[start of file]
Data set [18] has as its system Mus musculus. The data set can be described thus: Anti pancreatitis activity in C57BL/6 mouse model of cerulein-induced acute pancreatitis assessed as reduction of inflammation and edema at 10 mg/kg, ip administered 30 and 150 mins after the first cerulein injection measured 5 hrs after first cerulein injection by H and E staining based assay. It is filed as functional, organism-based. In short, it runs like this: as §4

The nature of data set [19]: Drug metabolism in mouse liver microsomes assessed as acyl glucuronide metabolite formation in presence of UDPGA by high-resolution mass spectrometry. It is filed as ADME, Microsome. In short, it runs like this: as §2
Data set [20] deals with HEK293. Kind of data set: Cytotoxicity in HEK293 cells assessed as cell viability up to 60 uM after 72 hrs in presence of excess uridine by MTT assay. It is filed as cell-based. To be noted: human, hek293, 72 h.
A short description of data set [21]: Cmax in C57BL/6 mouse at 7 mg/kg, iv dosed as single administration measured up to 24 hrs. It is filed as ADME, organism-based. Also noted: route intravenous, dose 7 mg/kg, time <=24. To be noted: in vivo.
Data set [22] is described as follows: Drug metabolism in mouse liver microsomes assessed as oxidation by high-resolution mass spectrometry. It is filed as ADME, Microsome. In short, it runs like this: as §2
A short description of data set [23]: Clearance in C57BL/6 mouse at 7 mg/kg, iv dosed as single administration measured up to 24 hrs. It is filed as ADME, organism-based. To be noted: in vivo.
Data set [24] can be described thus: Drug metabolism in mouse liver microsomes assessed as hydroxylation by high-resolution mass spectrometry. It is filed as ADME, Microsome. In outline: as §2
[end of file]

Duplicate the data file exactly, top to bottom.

Data set [18] has as its system Mus musculus. The data set can be described thus: Anti pancreatitis activity in C57BL/6 mouse model of cerulein-induced acute pancreatitis assessed as reduction of inflammation and edema at 10 mg/kg, ip administered 30 and 150 mins after the first cerulein injection measured 5 hrs after first cerulein injection by H and E staining based assay. It is filed as functional, organism-based. In short, it runs like this: as §4

The nature of data set [19]: Drug metabolism in mouse liver microsomes assessed as acyl glucuronide metabolite formation in presence of UDPGA by high-resolution mass spectrometry. It is filed as ADME, Microsome. In short, it runs like this: as §2
Data set [20] deals with HEK293. Kind of data set: Cytotoxicity in HEK293 cells assessed as cell viability up to 60 uM after 72 hrs in presence of excess uridine by MTT assay. It is filed as cell-based. To be noted: human, hek293, 72 h.
A short description of data set [21]: Cmax in C57BL/6 mouse at 7 mg/kg, iv dosed as single administration measured up to 24 hrs. It is filed as ADME, organism-based. Also noted: route intravenous, dose 7 mg/kg, time <=24. To be noted: in vivo.
Data set [22] is described as follows: Drug metabolism in mouse liver microsomes assessed as oxidation by high-resolution mass spectrometry. It is filed as ADME, Microsome. In short, it runs like this: as §2
A short description of data set [23]: Clearance in C57BL/6 mouse at 7 mg/kg, iv dosed as single administration measured up to 24 hrs. It is filed as ADME, organism-based. To be noted: in vivo.
Data set [24] can be described thus: Drug metabolism in mouse liver microsomes assessed as hydroxylation by high-resolution mass spectrometry. It is filed as ADME, Microsome. In outline: as §2